Young women with the MTHFR 677TT genotype are more sensitive to folate depletion in short-term studies (7 weeks) [104] and long-term studies (3 months) [25]. Individuals with the TT genotype also show less response to folate repletion compared to those with the CC genotype [25, 104]. A 7-week repletion phase (dietary folate intake 400 μg DFE/day) corrected serum and RBC folate concentrations to the baseline values [104]. The concentrations of tHcy remained higher and plasma folate lower in women with TT compared to those with CC genotype after FA supplementation [25], suggesting that the MTHFR genotype influences the benefit from FA supplementation.

Another important polymorphism that has been studied in relation to folate metabolism and NTD is the dihydrofolate reductase (DHFR) 19-bp deletion polymorphism [a 19-bp deletion of intron 1a (DHFR19bpdel); rs70991108] [90]. The association between this polymorphism and the NTD risk was inconsistent between the studies [61, 90, 120]. The DHFR in human liver-cell homogenates shows a wide range of activity between individual samples [3], suggesting large differences in an individual’s ability to reduce FA. A limited ability of the mutated enzyme to reduce FA (at high FA intake ≥500 μg/day) caused higher unmetabolized FA in blood [62]. The mutated enzyme (del/del) was associated with lower whole blood folate in individuals receiving <250 μg/day FA [62]. The effects of the genotype on plasma or RBC folate or tHcy are currently controversial [42, 109].

The MTHFD1 catalyzes the biosynthesis of 10-formylTHF in the cytoplasm. The 1958G→A polymorphism in MTHFD1 causes lowered enzyme activity and impaired de novo synthesis of purine [23]. The mutation has been linked to several birth defects including NTDs [17, 89]. In an animal model, maternal MTHFD1gt/+ genotype showed a 50% decrease in 10-formylTHF synthesis and impaired fetal growth, disrupted folate metabolism, and purine biosynthesis in the fetus, but did not cause NTDs [8].

Serine hydroxymethyltransferase SHMT1 is involved in thymidylate biosynthesis primarily in the cytoplasm and the nucleus [1]. Beaudin et al. [7] showed that mice embryos with disrupted Shmt1 exhibited failure of neural tube closure especially under maternal folate and choline deficiency. In contrast, maternal disruption of Shmt1 did not cause low RBC folate level, elevated tHcy level, or NTD phenotype in the embryo. In this study, maternal folate and choline-deficient diet rather than maternal Shmt1 genotype were related to NTD [7].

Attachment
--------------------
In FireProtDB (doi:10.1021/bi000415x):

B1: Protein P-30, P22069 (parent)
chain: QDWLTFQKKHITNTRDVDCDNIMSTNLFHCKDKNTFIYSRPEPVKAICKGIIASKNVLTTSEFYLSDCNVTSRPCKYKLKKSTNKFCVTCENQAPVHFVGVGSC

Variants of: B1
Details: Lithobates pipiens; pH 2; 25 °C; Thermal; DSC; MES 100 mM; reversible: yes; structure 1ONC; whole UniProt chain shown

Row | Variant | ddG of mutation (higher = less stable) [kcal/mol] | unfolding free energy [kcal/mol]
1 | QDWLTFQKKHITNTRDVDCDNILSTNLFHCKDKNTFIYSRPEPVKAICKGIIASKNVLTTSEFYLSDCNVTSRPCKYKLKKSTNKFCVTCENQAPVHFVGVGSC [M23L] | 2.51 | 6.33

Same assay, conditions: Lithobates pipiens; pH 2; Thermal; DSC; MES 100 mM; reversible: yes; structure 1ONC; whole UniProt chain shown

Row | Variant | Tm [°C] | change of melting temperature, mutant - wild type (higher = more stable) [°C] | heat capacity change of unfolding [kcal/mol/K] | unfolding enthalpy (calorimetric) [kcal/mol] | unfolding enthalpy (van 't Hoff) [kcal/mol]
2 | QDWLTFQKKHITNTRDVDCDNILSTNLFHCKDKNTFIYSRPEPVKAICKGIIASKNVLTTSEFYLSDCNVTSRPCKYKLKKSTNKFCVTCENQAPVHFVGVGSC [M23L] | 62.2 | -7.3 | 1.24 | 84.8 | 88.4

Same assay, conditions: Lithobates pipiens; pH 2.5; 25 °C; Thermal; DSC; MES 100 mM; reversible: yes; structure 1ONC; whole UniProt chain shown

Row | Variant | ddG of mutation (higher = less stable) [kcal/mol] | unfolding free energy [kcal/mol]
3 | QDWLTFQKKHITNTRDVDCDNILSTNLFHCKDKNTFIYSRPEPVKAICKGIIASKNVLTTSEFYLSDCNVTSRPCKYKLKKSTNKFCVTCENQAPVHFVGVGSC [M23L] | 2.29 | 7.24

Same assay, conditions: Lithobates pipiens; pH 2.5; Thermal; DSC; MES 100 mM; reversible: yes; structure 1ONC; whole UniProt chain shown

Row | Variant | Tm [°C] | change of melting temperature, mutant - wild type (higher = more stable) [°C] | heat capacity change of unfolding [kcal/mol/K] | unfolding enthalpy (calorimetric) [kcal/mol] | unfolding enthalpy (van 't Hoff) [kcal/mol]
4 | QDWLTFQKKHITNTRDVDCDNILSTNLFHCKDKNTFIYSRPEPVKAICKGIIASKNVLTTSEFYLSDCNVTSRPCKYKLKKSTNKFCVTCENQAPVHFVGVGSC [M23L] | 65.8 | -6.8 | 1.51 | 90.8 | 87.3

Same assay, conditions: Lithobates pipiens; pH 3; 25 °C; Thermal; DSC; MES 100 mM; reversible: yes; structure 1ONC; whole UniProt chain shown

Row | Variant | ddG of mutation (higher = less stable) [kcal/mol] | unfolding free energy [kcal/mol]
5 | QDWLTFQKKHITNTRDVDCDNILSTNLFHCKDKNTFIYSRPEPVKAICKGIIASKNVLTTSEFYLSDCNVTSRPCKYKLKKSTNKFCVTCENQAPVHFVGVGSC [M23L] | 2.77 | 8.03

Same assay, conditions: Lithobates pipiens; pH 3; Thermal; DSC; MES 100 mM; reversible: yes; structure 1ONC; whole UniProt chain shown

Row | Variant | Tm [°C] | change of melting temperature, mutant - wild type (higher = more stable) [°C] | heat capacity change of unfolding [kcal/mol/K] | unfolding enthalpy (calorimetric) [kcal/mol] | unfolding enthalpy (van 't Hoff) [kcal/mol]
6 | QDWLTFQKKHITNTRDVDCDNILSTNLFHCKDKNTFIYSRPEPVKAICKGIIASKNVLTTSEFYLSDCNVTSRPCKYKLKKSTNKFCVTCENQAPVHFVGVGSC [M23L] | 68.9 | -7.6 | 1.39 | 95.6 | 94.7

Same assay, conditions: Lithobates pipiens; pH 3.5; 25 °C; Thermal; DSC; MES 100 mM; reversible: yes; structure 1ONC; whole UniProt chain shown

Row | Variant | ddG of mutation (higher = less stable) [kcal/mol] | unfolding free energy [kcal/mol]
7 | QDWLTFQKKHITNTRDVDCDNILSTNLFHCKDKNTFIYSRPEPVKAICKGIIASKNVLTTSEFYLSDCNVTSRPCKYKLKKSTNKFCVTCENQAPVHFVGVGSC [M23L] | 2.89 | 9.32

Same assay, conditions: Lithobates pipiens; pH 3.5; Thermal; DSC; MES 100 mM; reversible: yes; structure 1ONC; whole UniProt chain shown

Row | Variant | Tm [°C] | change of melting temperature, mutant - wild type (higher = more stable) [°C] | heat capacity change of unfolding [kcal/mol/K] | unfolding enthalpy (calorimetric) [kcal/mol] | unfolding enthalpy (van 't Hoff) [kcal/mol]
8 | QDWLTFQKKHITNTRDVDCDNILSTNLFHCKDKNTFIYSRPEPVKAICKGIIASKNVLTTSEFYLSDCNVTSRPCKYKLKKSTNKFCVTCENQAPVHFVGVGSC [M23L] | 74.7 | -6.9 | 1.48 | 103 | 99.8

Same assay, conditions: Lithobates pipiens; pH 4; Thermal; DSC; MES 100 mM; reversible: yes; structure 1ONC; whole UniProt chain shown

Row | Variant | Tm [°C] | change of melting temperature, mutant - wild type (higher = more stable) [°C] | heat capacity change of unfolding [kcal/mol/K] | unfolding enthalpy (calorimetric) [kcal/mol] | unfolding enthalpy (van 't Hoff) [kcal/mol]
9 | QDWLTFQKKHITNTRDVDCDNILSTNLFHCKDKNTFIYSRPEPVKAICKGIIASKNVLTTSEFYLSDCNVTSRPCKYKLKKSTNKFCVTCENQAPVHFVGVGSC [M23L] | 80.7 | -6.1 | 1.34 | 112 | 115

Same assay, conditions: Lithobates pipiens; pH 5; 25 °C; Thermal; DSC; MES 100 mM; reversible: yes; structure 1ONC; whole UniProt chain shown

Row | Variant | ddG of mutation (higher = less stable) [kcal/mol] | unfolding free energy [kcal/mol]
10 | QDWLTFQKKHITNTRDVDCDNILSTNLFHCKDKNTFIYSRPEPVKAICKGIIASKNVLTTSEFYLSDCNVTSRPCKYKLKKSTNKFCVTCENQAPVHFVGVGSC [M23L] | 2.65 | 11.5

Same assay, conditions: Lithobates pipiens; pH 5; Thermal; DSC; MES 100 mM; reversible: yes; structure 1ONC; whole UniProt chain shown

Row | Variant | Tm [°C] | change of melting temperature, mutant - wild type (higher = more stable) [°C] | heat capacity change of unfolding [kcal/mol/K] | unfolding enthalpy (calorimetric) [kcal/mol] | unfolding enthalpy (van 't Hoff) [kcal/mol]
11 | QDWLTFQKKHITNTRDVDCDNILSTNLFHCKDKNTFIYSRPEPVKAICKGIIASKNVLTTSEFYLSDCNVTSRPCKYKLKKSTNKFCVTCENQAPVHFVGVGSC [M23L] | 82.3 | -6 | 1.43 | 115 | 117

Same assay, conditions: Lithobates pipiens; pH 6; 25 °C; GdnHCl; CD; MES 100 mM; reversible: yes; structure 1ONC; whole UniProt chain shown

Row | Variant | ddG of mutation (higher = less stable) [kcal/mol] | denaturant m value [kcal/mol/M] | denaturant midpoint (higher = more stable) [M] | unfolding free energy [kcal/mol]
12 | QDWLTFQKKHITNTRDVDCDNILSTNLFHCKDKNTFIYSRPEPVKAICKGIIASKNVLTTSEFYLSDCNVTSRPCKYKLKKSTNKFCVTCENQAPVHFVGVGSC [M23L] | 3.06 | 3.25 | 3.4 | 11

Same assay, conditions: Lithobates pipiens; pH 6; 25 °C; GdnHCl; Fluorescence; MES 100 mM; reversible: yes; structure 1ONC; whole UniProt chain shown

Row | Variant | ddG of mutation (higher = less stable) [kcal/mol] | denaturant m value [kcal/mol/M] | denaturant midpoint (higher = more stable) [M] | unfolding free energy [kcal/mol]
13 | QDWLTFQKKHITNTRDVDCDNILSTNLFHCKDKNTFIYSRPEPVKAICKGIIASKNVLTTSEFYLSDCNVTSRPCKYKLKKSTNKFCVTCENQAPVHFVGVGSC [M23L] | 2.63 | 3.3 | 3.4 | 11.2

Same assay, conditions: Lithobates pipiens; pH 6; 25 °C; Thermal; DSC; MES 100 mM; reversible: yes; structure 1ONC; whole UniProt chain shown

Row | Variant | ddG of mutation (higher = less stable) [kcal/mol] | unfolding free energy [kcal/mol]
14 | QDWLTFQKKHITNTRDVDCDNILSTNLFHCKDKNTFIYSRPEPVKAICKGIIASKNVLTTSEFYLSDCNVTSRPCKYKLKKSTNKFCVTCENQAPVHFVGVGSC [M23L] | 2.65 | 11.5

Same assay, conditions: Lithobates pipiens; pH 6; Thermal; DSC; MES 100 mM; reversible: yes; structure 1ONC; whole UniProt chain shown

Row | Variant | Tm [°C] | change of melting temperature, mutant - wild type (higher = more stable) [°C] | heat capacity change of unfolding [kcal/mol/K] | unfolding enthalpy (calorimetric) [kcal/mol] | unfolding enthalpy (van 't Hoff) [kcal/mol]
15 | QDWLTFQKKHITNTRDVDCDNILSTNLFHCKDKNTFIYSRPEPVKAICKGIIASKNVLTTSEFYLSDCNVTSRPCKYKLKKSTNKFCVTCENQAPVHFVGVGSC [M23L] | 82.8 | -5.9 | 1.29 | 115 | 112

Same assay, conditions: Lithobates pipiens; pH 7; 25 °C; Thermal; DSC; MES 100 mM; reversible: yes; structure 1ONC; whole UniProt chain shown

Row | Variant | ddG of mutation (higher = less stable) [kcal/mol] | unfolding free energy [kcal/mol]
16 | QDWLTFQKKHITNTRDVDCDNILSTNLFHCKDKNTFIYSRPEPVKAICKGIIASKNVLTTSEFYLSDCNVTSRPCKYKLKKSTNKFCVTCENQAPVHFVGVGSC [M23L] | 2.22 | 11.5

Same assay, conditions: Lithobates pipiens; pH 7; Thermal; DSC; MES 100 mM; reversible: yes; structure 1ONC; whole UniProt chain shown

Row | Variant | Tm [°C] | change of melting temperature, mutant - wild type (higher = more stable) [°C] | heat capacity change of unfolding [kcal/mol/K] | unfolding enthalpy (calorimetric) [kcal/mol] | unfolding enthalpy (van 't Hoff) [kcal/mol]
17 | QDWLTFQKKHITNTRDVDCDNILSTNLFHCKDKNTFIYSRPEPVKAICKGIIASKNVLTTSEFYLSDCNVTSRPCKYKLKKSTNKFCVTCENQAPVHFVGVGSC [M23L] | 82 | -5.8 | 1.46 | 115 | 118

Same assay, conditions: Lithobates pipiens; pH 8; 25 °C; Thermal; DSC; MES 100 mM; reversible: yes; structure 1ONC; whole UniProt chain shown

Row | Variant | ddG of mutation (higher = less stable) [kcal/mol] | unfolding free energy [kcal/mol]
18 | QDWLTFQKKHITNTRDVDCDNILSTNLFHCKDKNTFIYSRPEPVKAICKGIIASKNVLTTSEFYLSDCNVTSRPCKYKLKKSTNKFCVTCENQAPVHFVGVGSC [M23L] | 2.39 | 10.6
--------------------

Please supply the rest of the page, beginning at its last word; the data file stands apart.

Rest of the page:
Taken together, polymorphisms in the folate cycle predispose to a higher risk of birth defects when the maternal folate status is limited. The effect of the polymorphisms is probably insignificant at a higher maternal folate status. Available evidence strongly suggests that folate deficiency and FA supplementation may have different metabolic effects in a genetically susceptible subset of the population (for example, MTHFR TT carriers) [25, 104]. This effect can be related to the limited availability of the active folate. The direct administration of (6S)-5-methylTHF offers advantages, since it is directly available and does not need to be metabolized.

Strategies to prevent NTDs by improving maternal folate status

Low dietary folate intake is related to low consumption of folate-rich foods, long storage of the folate-containing foods, and a reduction in vitamin content during food processing [57]. Mean folate intake in European populations ranges from 180 to 280 μg/day [5, 29, 139], which is not sufficient to prevent folate-responsive NTD cases. In addition, factors like smoking, very young age, and lack of knowledge about the importance of folate supplementation before pregnancy can adversely affect the folate status and increase the risk of having a child with a NTD.

It is recommended that all women of childbearing age receive 0.4–0.8 mg of FA per day in order to prevent NTDs. Because of the limited time window for prevention and the low compliance, the recommendation for young women failed to achieve the goal in most countries [6, 35]. Moreover, the optimal dose of FA depends on baseline folate, the folate intake, the MTHFR polymorphism, smoking, and the time window available to reach preventive serum levels. The fortification of grain products with FA (in the USA 100 μg/100 g grain products) was thought to increase folate intake by approximately 200 μg/day [94]. Fortification with FA increased folate status in the whole population, but this effect seems not to be sufficient in the target group [4, 91]. Moreover, increasing FA intake caused the appearance of unmetabolized FA in the blood [83, 113]. Unmetabolized FA was detected in newborns and in 4-day-old formula-fed infants [112]. FA may affect the immune system. For example, unmetabolized FA was associated with reduced natural killer (NK) cell toxicity [117]. NK cells are regarded to be the first line of defense in the prevention of carcinogenesis and viral infections. Furthermore, FA supplementation during pregnancy has also been discussed in relation to an increased risk of respiratory illness in children [132], although this association has not been confirmed by other studies [74, 75].